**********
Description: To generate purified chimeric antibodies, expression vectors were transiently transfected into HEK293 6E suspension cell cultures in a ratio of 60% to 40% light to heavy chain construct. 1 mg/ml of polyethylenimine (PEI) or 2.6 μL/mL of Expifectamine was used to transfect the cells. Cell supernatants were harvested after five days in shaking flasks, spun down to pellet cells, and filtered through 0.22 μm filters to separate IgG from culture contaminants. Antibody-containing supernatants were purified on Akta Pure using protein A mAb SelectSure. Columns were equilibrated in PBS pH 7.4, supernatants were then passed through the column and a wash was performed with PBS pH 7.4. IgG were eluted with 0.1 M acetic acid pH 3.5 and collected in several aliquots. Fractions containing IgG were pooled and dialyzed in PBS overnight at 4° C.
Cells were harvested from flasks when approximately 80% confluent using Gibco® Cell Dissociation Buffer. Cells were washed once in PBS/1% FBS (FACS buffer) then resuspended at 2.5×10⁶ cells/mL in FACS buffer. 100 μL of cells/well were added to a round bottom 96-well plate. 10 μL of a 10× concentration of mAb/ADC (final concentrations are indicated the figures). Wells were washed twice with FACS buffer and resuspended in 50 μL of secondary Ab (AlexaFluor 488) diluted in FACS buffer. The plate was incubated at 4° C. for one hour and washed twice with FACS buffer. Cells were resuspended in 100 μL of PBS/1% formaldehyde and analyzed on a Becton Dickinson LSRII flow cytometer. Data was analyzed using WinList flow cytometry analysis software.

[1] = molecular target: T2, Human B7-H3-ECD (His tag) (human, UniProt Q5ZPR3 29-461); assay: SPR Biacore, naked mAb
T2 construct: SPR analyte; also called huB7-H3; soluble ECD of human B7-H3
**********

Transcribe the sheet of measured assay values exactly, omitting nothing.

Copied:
Description: To generate purified chimeric antibodies, expression vectors were transiently transfected into HEK293 6E suspension cell cultures in a ratio of 60% to 40% light to heavy chain construct. 1 mg/ml of polyethylenimine (PEI) or 2.6 μL/mL of Expifectamine was used to transfect the cells. Cell supernatants were harvested after five days in shaking flasks, spun down to pellet cells, and filtered through 0.22 μm filters to separate IgG from culture contaminants. Antibody-containing supernatants were purified on Akta Pure using protein A mAb SelectSure. Columns were equilibrated in PBS pH 7.4, supernatants were then passed through the column and a wash was performed with PBS pH 7.4. IgG were eluted with 0.1 M acetic acid pH 3.5 and collected in several aliquots. Fractions containing IgG were pooled and dialyzed in PBS overnight at 4° C.
Cells were harvested from flasks when approximately 80% confluent using Gibco® Cell Dissociation Buffer. Cells were washed once in PBS/1% FBS (FACS buffer) then resuspended at 2.5×10⁶ cells/mL in FACS buffer. 100 μL of cells/well were added to a round bottom 96-well plate. 10 μL of a 10× concentration of mAb/ADC (final concentrations are indicated the figures). Wells were washed twice with FACS buffer and resuspended in 50 μL of secondary Ab (AlexaFluor 488) diluted in FACS buffer. The plate was incubated at 4° C. for one hour and washed twice with FACS buffer. Cells were resuspended in 100 μL of PBS/1% formaldehyde and analyzed on a Becton Dickinson LSRII flow cytometer. Data was analyzed using WinList flow cytometry analysis software.

[1] = molecular target: T2, Human B7-H3-ECD (His tag) (human, UniProt Q5ZPR3 29-461); assay: SPR Biacore, naked mAb
T2 construct: SPR analyte; also called huB7-H3; soluble ECD of human B7-H3